Enter Facebook. The site began as a free but closed system. It required not just registration but an acceptable email address (from a university, or later, from any school). Google was forbidden to search through its servers. By the time it opened to the general public in 2006, its clublike, ritualistic, highly regulated foundation was already in place. Its very attraction was that it was a closed system. Indeed, Facebook’s organization of information and relationships became, in a remarkably short period of time, a redoubt from the Web — a simpler, more habit-forming place. The company invited developers to create games and applications specifically for use on Facebook, turning the site into a full-fledged platform. And then, at some critical-mass point, not just in terms of registration numbers but of sheer time spent, of habituation and loyalty, Facebook became a parallel world to the Web, an experience that was vastly different and arguably more fulfilling and compelling and that consumed the time previously spent idly drifting from site to site. Even more to the point, Facebook founder Mark Zuckerberg possessed a clear vision of empire: one in which the developers who built applications on top of the platform that his company owned and controlled would always be subservient to the platform itself. It was, all of a sudden, not just a radical displacement but also an extraordinary concentration of power. The Web of countless entrepreneurs was being overshadowed by the single entrepreneur-mogul-visionary model, a ruthless paragon of everything the Web was not: rigid standards, high design, centralized control.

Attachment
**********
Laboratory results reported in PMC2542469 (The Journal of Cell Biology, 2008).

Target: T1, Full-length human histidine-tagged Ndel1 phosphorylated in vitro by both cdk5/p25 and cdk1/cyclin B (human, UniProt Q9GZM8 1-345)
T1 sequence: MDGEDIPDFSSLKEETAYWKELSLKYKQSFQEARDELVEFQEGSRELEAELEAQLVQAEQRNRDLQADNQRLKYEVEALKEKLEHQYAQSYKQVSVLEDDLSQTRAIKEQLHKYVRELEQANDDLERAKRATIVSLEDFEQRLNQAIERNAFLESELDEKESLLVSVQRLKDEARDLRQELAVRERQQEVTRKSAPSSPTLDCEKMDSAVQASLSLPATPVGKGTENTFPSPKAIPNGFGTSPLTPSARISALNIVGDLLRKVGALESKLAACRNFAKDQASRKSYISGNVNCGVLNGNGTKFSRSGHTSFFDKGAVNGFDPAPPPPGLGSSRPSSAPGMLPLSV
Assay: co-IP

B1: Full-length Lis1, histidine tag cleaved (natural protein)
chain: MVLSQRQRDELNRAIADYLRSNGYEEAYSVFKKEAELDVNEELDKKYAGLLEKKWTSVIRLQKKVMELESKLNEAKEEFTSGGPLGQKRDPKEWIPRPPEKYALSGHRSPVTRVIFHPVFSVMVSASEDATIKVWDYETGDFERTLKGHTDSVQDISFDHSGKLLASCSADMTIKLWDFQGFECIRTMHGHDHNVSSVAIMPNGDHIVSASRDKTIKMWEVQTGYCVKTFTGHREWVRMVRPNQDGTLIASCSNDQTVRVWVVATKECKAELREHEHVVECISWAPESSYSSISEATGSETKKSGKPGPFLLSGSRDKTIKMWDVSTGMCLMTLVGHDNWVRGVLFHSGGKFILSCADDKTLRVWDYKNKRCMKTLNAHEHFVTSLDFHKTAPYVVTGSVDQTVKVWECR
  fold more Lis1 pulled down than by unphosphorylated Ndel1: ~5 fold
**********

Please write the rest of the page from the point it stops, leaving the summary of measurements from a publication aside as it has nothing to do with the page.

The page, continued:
The Web Is Dead. Long Live the Internet | Wired Magazine | Wired.com. This Chris Anderson piece from 2010 seems to be getting more relevant every day.